My friends over at Mental Floss (brethren/sistern of Neatorama and Miss Cellania) have come up with an old essay regarding the power of the President, specifically, Executive Orders.
Much had been made in the blogosphere with regard to recent E.O.s (like the one about the so-called Dream Act) and other actions taken by this and previous Presidents.
Is it LAW? Is it overreaching and/or unconstitutional? Is it both a dessert topping AND a floor wax? (sorry)
They reach into their archives to bring us author Chris DesBarres history and humor regarding this very serious and complex subject.
Critics call them “legislation by other means.” Supporters defend them as a necessary tool for leading the country – especially in the face of a Congress unwilling or unable to make tough choices. Whatever your position, the Executive Order has been used by presidents for good, for ill, and sometimes for just plain odd reasons.
Article II, Section 1 of the U.S. Constitution contains a vague reference to executive orders, giving the president the power to “take care that the laws are faithfully executed.” Strict constructionists interpret this phrase to empower the president only to enact laws approved by Congress, but presidents have shown a remarkable mental flexibility to overcome this potential obstacle. Executive orders have covered every topic from school desegregation, to starting wars, to providing political supporters with cushy government positions.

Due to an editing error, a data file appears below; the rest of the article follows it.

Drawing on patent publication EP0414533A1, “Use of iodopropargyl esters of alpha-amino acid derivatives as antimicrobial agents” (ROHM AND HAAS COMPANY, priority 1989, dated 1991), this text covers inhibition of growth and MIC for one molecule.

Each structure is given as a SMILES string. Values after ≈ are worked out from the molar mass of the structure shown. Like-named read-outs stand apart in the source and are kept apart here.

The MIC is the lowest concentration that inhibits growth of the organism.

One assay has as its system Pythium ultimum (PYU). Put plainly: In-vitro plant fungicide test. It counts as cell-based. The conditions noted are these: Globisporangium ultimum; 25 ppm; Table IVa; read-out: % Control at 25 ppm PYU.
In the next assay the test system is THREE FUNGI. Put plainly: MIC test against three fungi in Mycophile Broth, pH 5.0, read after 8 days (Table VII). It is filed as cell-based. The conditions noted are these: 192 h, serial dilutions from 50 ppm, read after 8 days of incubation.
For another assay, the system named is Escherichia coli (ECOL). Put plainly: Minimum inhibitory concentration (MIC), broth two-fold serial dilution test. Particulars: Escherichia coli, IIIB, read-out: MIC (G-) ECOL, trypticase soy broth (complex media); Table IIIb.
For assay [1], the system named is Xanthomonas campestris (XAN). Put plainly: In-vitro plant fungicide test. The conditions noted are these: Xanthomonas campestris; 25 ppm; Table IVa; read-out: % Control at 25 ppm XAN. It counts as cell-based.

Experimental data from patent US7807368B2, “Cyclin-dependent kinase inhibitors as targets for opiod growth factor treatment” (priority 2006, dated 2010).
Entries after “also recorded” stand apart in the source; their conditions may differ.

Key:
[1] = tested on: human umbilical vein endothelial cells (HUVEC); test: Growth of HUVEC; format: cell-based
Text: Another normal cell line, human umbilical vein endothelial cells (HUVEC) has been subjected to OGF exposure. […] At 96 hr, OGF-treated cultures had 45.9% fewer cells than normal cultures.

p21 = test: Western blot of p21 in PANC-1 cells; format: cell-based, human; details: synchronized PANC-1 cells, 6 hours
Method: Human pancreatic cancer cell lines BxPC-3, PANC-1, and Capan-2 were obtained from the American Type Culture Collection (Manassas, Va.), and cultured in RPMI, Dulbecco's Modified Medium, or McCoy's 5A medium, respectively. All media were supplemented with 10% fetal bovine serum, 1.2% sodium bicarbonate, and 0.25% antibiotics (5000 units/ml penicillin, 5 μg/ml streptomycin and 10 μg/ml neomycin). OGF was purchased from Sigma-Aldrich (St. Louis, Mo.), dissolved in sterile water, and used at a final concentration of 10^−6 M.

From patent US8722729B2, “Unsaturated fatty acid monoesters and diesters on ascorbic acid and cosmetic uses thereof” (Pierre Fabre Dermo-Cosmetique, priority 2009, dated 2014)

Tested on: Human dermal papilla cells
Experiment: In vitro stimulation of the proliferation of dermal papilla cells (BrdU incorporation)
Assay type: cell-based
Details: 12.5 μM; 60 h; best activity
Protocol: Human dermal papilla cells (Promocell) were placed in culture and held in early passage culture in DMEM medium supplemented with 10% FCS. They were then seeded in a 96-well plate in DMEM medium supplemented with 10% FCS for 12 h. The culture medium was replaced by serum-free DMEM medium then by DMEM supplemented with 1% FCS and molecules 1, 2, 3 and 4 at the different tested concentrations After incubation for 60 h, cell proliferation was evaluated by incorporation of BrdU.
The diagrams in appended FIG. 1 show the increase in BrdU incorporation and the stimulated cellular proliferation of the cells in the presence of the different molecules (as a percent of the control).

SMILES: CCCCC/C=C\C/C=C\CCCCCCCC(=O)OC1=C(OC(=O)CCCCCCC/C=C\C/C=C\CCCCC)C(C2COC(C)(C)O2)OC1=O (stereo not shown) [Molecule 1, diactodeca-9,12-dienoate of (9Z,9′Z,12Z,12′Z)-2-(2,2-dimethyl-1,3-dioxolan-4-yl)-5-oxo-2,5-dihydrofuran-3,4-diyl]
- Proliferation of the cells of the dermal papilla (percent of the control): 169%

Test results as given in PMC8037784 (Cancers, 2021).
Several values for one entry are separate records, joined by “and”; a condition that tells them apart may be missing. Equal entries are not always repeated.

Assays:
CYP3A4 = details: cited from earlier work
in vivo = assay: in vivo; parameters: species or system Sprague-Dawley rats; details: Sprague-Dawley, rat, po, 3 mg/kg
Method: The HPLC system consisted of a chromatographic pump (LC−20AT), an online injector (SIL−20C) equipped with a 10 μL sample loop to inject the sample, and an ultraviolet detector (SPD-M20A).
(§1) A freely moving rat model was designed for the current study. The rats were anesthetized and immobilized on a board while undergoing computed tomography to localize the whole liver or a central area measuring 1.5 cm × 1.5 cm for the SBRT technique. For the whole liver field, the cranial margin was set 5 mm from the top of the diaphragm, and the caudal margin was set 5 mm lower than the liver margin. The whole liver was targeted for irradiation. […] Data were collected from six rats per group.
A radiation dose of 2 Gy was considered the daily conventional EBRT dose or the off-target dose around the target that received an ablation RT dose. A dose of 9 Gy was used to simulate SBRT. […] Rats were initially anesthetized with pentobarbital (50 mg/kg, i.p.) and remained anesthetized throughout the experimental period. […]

These orders went largely unchecked until President Harry Truman signed Executive Order 10340, which placed all U.S. steel mills under Federal control. The Supreme Court ruled that Truman had overstepped his authority because he attempted to make law rather than clarify an existing piece of legislation. Justice Hugo Black, concerned that his majority opinion had offended the President (which it had), invited Truman over for dinner. Truman, overcome by the Justice’s hospitality, remarked, “Hugo, I don’t much care for your law, but, by golly, this bourbon is good.”
Patronage: Is that civil service exam too hard? Not a problem if you’ve got friends in high places. Presidents have frequently used executive orders to award jobs. Theodore Roosevelt seemed particularly fond of this hiring practice, doling out over two dozen jobs to clerks, engineers, doctors, and administrators. Of note, his Executive Order of June 23, 1904, appointed Dr. William L. Ralph as curator of the section of birds’ eggs in the National Museum, and his E.O. of November 2, 1903, made Mrs. Roy L. Quackenbush a permanent clerk in the Post Office.
Go to the link above and be both disgusted and amused. As I am simply by seeing the name Quackenbush.
h/t Miss Cellania